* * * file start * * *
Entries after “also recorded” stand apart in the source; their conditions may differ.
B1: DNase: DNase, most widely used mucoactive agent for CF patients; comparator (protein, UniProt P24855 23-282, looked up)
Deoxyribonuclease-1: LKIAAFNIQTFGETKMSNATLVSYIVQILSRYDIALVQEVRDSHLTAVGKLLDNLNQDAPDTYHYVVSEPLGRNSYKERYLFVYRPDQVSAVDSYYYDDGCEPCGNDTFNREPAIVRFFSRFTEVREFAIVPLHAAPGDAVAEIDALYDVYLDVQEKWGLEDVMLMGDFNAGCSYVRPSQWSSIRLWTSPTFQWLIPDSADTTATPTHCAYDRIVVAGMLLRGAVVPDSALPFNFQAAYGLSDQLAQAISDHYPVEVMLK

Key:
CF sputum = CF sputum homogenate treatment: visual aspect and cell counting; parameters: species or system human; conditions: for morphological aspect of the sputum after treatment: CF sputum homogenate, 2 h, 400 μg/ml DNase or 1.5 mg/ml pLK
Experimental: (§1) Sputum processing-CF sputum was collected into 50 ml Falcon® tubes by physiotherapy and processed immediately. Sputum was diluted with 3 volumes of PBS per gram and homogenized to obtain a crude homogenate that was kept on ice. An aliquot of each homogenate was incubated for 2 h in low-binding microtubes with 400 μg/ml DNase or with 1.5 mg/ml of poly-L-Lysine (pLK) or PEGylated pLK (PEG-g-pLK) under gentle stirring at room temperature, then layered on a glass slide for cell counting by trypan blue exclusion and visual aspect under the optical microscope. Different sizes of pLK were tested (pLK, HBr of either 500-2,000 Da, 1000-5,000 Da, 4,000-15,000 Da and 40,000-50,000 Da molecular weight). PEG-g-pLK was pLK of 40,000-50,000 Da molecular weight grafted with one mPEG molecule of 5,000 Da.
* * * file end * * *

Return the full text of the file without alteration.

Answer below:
Entries after “also recorded” stand apart in the source; their conditions may differ.
B1: DNase: DNase, most widely used mucoactive agent for CF patients; comparator (protein, UniProt P24855 23-282, looked up)
Deoxyribonuclease-1: LKIAAFNIQTFGETKMSNATLVSYIVQILSRYDIALVQEVRDSHLTAVGKLLDNLNQDAPDTYHYVVSEPLGRNSYKERYLFVYRPDQVSAVDSYYYDDGCEPCGNDTFNREPAIVRFFSRFTEVREFAIVPLHAAPGDAVAEIDALYDVYLDVQEKWGLEDVMLMGDFNAGCSYVRPSQWSSIRLWTSPTFQWLIPDSADTTATPTHCAYDRIVVAGMLLRGAVVPDSALPFNFQAAYGLSDQLAQAISDHYPVEVMLK

Key:
CF sputum = CF sputum homogenate treatment: visual aspect and cell counting; parameters: species or system human; conditions: for morphological aspect of the sputum after treatment: CF sputum homogenate, 2 h, 400 μg/ml DNase or 1.5 mg/ml pLK
Experimental: (§1) Sputum processing-CF sputum was collected into 50 ml Falcon® tubes by physiotherapy and processed immediately. Sputum was diluted with 3 volumes of PBS per gram and homogenized to obtain a crude homogenate that was kept on ice. An aliquot of each homogenate was incubated for 2 h in low-binding microtubes with 400 μg/ml DNase or with 1.5 mg/ml of poly-L-Lysine (pLK) or PEGylated pLK (PEG-g-pLK) under gentle stirring at room temperature, then layered on a glass slide for cell counting by trypan blue exclusion and visual aspect under the optical microscope. Different sizes of pLK were tested (pLK, HBr of either 500-2,000 Da, 1000-5,000 Da, 4,000-15,000 Da and 40,000-50,000 Da molecular weight). PEG-g-pLK was pLK of 40,000-50,000 Da molecular weight grafted with one mPEG molecule of 5,000 Da.